It can be convenient to split parts of views into subviews. The view instruction does just that:

  h3 "Most recent comment"
  - view "post"

Assuming that there is a post view registered with Serenade.view('post', '...') that view will now be rendered.

It will often be useful to use the view and collection instructions together:

  h3 "Comments"
    - collection @comments
      - view "comment"

By default, the subviews will use the same controller as their parent view. This can be quite inconvenient in a lot of cases, and we would really like to use a specific controller for this new view.

If your controller can be instantiated with JavaScript's new operator, you can use controller to tell Serenade.js which controller to use for your view. Any constructor function in JavaScript and any CoffeeScript class can be used here. For example:

var CommentController = function() {};
Serenade.controller('comment', CommentController);

Or in CoffeeScript:

class CommentController
Serenade.controller 'comment'CommentController

Serenade.js will now infer that you want to use a CommentController with the comment view.

Sometimes you need to break out of the mould that Serenade has provided for you. In order to expose arbitrary functionality in views, Serenade has custom helpers. Using them is quite simple, just add a function which returns a DOM element to Serenade.Helpers: = function(nameurl) {
  var a = document.createElement('a');
  a.setAttribute('href', url);
  return a;

You can now use this in your views like this:

  - link "Google" ""

There is no comma separating the arguments.

You can use any library you want to generate the DOM element, but it must be an actual element, returning a string is not possible, neither is returning multiple elements or undefined.

Beware if you're using jQuery that you need to use the get function to extract the actual DOM element, for example: = function(nameurl) {
  var a = $('<a></a>').attr('href', url).text(name);
  return a.get(0);

Inside the helper, you have access to a couple of things through this. You can use this.model or this.controller to access the current model and controller.

For example if you had a model like this:

var model = {
  web: '',
  images: ''

You might want to create a function to link to these easily like so: = function(link) {
  var a = document.createElement('a');
  a.setAttribute('href', this.model[link]);
  return a;

And then use it in your view:

  - link @web
  - link @images

Both the @web and "Google" syntaxes produce strings as argument. It is convention to use the syntax with an @ when the argument is meant to reference a model attribute.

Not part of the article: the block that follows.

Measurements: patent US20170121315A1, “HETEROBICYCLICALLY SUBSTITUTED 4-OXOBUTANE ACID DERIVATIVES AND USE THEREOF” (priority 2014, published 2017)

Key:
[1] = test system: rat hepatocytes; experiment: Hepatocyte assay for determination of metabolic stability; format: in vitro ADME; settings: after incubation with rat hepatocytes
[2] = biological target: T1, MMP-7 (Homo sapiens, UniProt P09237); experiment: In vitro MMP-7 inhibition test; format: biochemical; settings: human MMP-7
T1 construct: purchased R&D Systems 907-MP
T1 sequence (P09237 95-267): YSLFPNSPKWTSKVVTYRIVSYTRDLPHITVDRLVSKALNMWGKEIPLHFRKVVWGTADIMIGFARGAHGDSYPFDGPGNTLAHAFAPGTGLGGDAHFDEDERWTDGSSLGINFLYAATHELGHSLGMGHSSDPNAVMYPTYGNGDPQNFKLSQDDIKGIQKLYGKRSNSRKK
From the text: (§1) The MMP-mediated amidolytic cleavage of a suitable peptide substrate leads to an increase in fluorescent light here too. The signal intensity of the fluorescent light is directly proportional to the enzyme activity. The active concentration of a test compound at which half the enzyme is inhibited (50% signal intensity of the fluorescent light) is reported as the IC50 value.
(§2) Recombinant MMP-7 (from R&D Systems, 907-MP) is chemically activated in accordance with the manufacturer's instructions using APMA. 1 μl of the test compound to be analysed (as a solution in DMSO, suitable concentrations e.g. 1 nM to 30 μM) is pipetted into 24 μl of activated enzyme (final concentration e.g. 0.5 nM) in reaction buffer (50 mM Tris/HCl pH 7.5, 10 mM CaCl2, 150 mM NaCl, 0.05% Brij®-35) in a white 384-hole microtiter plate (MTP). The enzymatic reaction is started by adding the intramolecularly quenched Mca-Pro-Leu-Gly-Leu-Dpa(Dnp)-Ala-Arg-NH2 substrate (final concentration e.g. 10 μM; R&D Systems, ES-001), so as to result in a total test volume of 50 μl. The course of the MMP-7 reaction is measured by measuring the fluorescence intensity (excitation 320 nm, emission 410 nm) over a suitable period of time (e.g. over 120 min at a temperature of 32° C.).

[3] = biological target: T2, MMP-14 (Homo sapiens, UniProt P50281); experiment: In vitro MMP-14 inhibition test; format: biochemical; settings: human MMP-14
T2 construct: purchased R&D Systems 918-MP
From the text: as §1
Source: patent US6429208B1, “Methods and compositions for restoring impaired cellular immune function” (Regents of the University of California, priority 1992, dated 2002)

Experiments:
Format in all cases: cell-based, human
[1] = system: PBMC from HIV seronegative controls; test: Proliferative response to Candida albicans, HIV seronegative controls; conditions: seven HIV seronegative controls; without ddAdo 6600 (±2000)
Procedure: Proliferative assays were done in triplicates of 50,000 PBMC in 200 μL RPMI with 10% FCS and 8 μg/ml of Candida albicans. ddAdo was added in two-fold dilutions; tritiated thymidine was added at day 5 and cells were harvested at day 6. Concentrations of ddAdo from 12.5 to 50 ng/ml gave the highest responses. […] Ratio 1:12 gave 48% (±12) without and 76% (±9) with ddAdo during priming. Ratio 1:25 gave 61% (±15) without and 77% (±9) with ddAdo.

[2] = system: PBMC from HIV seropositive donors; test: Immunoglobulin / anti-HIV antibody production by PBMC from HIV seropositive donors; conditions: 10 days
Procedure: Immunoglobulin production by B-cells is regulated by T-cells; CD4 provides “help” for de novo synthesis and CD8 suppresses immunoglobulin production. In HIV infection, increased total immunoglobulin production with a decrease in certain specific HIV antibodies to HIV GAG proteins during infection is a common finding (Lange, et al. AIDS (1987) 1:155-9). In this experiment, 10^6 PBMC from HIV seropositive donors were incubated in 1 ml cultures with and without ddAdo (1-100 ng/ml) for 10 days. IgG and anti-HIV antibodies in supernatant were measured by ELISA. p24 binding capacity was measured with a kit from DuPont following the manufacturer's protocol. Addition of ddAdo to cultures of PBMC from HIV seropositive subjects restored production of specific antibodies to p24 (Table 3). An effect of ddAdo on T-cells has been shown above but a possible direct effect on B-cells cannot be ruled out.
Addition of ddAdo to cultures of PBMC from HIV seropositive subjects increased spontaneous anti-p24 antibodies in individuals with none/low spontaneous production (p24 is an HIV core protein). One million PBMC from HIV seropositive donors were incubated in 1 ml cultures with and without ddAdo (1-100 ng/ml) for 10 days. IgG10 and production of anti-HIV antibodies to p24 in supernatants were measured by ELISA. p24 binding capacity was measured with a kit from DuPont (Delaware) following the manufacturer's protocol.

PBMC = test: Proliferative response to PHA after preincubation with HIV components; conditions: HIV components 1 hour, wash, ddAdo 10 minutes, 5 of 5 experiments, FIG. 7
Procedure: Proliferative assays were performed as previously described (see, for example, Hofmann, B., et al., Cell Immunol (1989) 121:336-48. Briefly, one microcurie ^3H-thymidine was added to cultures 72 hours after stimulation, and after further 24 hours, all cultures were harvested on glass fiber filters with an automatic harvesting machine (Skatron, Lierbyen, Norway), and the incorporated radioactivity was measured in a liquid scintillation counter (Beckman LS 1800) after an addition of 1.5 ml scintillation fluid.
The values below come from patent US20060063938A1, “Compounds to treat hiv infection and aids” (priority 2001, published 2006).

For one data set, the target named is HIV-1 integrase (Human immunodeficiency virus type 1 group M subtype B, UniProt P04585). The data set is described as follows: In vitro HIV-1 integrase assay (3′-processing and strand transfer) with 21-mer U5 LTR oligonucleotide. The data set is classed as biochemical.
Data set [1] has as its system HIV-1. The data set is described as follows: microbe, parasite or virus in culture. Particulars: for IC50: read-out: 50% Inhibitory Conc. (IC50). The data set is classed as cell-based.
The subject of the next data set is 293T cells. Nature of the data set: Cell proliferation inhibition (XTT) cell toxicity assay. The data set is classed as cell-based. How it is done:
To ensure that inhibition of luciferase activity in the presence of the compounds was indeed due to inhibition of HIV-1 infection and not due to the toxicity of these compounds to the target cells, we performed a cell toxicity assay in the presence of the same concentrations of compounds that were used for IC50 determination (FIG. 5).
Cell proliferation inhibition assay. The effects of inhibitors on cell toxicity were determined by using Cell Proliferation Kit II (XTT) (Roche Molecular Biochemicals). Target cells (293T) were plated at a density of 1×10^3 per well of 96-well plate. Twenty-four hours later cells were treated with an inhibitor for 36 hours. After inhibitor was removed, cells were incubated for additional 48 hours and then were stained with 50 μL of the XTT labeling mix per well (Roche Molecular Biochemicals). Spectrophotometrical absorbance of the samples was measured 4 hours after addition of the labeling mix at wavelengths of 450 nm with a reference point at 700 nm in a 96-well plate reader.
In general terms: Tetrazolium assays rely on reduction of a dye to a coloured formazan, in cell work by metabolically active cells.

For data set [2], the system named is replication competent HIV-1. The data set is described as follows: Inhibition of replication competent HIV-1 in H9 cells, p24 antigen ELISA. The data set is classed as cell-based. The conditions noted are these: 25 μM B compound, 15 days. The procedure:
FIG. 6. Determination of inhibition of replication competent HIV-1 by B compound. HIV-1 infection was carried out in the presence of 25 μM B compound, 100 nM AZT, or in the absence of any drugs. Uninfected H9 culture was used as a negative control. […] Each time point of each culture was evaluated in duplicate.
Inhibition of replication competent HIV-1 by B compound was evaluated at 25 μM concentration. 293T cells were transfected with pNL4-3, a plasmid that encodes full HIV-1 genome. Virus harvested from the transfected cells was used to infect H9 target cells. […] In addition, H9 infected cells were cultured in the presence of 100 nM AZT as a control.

Finally you have access to this.render() which is a function that renders any children of this instruction into the given element. For example if we wanted to create a block helper for links like this:

  - link ""
    span "Link: " @name

You could implement the helper like this: = function(url) {
  var a = document.createElement('a');
  a.setAttribute('href', url);
  return a;

The render function must always receive the element as its first argument but it may optionally also take a model as its second and a controller as its third argument. You can call render multiple times, possibly sending in different models and/or controllers for each invocation. If you call it multiple times, it's no problem to send in the same element each time.


Serenade.Model provides a more fully featured starting point for creating feature rich model objects. You can of course bind to instances of Serenade.Model in views and changes are reflected there dynamically.

In CoffeeScript, you can use it, simply by extending the base class Serenade.Model

class MyModel extends Serenade.Model

In JavaScript you can use the extend function on Serenade.Model, you need to pass the name of the class as the first parameter:

var MyModel = Serenade.Service.extend('MyModel');

Note that in following with JavaScript conventions, you need to define instance methods on the prototype of the new model:

var MyModel = Serenade.Service.extend('MyModel');
MyModel.prototype.someInstanceMethod = function() { … };

You can use the same property declarations in these models:'name');

For simplicity's sake we will refer to instances of constructors derived from Serenade.Model as documents.

NOTE: Due to a bug in CoffeeScript, this is currently broken. The bug is fixed on CoffeeScript master and the next release should work as expected.

Serenade.Model assumes you have a property named id and that this uniquely identifies each document. Provided that such a property exists, documents are fetched from an in-memory cache, so that multiple queries for the same document id return the same object. This is key to working effectively with objects bound to views.

var Person = Serenade.Service.extend('Person');
person1 = new Person(id: 1, name: 'John');
person2 = new Person(id: 1, age: 23);
person2.get('name'); # => 'John'
person2.get('age'); # => 23